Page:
Welcome to City-Data.com Forum!
U.S. CitiesCity-Data Forum Index
Go Back   City-Data Forum > General Forums > Economics
 [Register]
Please register to participate in our discussions with 2 million other members - it's free and quick! Some forums can only be seen by registered members. After you create your account, you'll be able to customize options and access all our 15,000 new posts/day with fewer ads.
View detailed profile (Advanced) or search
site with Google Custom Search

Search Forums  (Advanced)
Reply Start New Thread
 
Old 06-16-2022, 11:32 AM
 
2,751 posts, read 1,788,719 times
Reputation: 4453

Advertisements

Quote:
Originally Posted by Schuttzie View Post
Does anyone have any experience with a broker CD such as what was posted earlier regarding Fidelity? I don't quite understand this below from their website.

"Brokered CDs from Fidelity
Fidelity offers brokered CDs through two main venues—as new issue offerings and from the secondary market. Investors typically will see 50–100 new issue offerings and as many as 2,000 secondary offerings at any point in time. New issue offerings are typically sold at par and investors do not pay a trading fee to purchase them.4 Purchases (and sales) of secondary CDs incur a trading fee of $1 per CD (1 CD = $1,000 par value). 5"

https://www.fidelity.com/fixed-incom...E&gclsrc=aw.ds
I've used them for my cash position. New Issues will have a settlement date anywhere from next day to 10 days depending on what the inventory is (note, even if the settlement is 10 days away they will debit your cash position immediately). Essentially you're buying the instrument directly from the issuer.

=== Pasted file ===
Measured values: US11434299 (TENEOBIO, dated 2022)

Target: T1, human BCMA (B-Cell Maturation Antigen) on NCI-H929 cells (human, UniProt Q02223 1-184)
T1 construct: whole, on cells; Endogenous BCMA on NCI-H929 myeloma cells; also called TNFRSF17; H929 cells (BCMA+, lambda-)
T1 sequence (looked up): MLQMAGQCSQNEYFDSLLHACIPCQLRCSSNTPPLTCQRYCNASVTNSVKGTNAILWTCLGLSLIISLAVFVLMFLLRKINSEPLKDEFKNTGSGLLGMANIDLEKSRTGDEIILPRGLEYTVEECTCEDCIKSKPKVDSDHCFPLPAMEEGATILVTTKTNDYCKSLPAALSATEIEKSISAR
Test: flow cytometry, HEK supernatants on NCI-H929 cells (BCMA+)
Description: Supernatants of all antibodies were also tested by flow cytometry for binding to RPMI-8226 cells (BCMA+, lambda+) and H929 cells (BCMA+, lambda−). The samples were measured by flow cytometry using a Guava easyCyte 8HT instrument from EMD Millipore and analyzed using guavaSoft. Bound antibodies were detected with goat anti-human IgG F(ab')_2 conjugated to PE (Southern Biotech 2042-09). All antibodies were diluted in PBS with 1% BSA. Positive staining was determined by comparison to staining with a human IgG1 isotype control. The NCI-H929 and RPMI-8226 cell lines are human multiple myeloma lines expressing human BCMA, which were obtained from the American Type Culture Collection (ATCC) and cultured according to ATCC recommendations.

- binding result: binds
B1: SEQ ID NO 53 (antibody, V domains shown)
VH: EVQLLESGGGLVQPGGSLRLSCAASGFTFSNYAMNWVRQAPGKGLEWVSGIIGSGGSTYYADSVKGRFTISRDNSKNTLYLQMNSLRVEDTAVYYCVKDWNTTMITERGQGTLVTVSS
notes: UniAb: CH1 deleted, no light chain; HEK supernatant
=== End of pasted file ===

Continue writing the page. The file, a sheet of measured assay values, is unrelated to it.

Secondary CD's are being sold by an investor not the issuer. So someone sees a better opportunity for their cash may put their CD up for sale. At least with Ameritrade, they'll show you what the yield to maturity is for a CD based on whatever the asking price is.

The thing I like about brokered CD's is the ability to leverage FDIC insurance through a single account. Brokered CD's also pay interest to you instead of capitalizing it to the CD instrument like most banks do.

A couple of years ago I did have an opportunity to capitalize on some higher yielding CDs at a credit union I belong to. I was able to sell out of the brokered CD's to raise the cash for the new instruments and increase my overall yield fairly significantly (even had a bit of a net gain on the sales), it's a fairly smooth process.
Reply With Quote Quick reply to this message

 
Old 06-16-2022, 11:55 AM
 
983 posts, read 611,189 times
Reputation: 1387